a, A 30 kDa N-terminally elongated APP-CTF-η fragment is detected in membrane fractions obtained from brains of adult (22 month) and postnatal day 10 (P10) mice using antibody Y188 directed against the C-terminus of APP. CTF-η is specifically found in young and old wild type (WT) mice but absent in APPKO. In addition to this novel fragment, Y188 is detecting CTF-β and CTF-α. Full-length APP (APP-FL) was detected with antibody 22C11. β-Actin served as loading control. b, Aη was identified as several closely spaced peptides detected in the soluble fraction of adult and P10 mice by antibody M3.2. A similar pattern is detected by antibody 9478D that is specifically recognizing an N-terminal part of the Aη peptide (antibody 9478D may not be sensitive enough to detect the lower Aη levels in adult brain). sAPP-α and sAPP-β are shown as additional controls. APPKO brains were used as controls for antibody specificities. β-Actin served as a loading control. c, Higher levels of CTF-η are observed in RIPA lysates of APPPS1-21 mouse brains (long exposure) as compared to WT. Full-length APP (APP-FL) was detected with antibody 22C11. β-Actin served as a loading control. d, Soluble extracts of APPPS1-21 mouse brains contained Aη species detected by 2E9. Aη-β(swe) was selectively detected by antibody 192swe in addition to sAPP-β(swe). While 2D8 antibody detected robust levels of sAPP-α, only low levels of Aη-α could be detected in APPPS1-21 brain lysates due to the overexpression of APPswe transgene. e, Aη and Aβ were readily detectable in 10 μl of human CSF by antibody 2D8. Antibody 2E9 allowed the selective detection of Aη in the same samples, while 192swe specifically detected BACE1 cleaved Aη-β(swe) in the mutation carriers, but not in controls. f, Mass spectrometry analysis of peptides isolated by immunoprecipitation with antibodies 2E9, 2D8, 9478D and 9476M (supplementary Fig. S3 a and b). Peptide intensities were summed per amino acid residue and plotted in relation to each other. We detected peptides from the complete Aη-α sequence (see also supplementary Fig. S3c). The fragmentation spectrum of the N-terminal Aη peptide (APP505-5013) shows good coverage of the b- and y-ion series and an Andromeda score of 88.5 [Doi 10.1021/Pr101065j].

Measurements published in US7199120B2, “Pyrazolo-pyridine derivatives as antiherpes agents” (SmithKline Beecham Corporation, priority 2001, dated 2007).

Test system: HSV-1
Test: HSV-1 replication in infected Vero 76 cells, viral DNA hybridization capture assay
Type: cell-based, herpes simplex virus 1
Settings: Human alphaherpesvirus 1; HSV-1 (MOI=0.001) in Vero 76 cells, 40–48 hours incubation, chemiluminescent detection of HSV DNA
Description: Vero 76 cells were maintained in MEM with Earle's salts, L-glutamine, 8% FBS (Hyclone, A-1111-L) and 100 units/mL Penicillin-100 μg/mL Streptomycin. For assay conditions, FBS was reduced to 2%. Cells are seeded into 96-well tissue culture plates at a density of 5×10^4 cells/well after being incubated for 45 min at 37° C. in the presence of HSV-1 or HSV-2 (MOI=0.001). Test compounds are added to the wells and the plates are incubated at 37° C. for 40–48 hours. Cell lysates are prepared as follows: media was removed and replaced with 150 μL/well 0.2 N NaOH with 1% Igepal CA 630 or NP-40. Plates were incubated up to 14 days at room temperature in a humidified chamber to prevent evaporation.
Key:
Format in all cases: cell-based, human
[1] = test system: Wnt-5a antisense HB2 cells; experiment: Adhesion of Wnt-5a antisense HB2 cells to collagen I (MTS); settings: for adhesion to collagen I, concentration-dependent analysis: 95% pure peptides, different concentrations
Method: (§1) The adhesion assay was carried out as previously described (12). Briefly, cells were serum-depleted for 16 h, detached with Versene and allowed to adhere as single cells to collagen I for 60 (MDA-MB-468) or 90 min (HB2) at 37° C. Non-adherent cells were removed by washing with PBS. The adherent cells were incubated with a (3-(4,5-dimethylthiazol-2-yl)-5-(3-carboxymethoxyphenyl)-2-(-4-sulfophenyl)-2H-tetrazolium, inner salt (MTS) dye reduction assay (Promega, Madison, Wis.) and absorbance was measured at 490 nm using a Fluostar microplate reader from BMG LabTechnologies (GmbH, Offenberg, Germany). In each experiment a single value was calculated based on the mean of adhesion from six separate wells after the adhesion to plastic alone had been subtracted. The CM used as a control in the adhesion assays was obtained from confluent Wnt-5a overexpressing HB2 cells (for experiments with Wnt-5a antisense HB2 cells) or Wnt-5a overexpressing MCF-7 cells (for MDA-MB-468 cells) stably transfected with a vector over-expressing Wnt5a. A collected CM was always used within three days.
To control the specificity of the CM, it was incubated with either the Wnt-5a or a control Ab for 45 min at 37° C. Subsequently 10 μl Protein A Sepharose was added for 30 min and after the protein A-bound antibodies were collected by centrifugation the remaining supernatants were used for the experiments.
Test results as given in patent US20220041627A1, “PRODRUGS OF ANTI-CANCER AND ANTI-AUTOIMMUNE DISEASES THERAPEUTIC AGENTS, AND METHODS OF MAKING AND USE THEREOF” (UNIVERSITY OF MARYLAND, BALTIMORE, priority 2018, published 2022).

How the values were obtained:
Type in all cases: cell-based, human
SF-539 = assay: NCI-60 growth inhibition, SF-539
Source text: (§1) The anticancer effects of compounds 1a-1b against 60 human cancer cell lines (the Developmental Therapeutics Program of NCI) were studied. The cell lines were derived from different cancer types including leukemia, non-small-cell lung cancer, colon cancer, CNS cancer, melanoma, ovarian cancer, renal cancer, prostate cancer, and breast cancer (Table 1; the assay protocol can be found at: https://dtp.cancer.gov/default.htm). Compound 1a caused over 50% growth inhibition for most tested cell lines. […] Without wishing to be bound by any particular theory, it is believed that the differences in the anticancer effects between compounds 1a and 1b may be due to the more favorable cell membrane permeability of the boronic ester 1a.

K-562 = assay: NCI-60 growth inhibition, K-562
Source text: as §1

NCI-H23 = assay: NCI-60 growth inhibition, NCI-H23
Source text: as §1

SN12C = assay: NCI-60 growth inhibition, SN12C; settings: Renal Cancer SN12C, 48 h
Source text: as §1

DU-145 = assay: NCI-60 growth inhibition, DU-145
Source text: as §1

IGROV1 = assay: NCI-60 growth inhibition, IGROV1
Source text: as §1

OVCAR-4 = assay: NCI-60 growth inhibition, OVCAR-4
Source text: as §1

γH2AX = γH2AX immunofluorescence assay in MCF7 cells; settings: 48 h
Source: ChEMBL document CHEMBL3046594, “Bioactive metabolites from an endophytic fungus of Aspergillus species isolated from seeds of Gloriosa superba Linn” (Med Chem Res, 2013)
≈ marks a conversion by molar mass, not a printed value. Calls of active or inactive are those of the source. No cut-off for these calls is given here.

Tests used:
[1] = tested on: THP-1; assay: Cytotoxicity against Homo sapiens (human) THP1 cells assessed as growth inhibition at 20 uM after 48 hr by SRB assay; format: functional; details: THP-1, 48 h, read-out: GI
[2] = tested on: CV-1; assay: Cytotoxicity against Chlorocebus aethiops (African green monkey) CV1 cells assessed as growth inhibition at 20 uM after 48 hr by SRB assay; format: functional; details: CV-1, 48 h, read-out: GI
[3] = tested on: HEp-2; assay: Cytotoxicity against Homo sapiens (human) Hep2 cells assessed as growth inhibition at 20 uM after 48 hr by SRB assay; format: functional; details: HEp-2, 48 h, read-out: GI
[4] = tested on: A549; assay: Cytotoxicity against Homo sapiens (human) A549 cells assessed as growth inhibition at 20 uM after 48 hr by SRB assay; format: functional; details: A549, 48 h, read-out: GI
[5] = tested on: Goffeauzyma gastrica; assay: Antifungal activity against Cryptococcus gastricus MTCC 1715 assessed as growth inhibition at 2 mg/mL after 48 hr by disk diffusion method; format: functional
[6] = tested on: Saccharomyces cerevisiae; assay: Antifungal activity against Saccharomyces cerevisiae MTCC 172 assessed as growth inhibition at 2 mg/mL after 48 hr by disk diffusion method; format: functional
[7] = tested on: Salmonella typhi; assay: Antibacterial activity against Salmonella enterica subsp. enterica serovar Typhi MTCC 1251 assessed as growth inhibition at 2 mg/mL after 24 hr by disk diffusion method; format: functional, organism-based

Figure 2
Figure 2. Inhibition of BACE1 results in elevated levels of CTF-η and of Aη-α.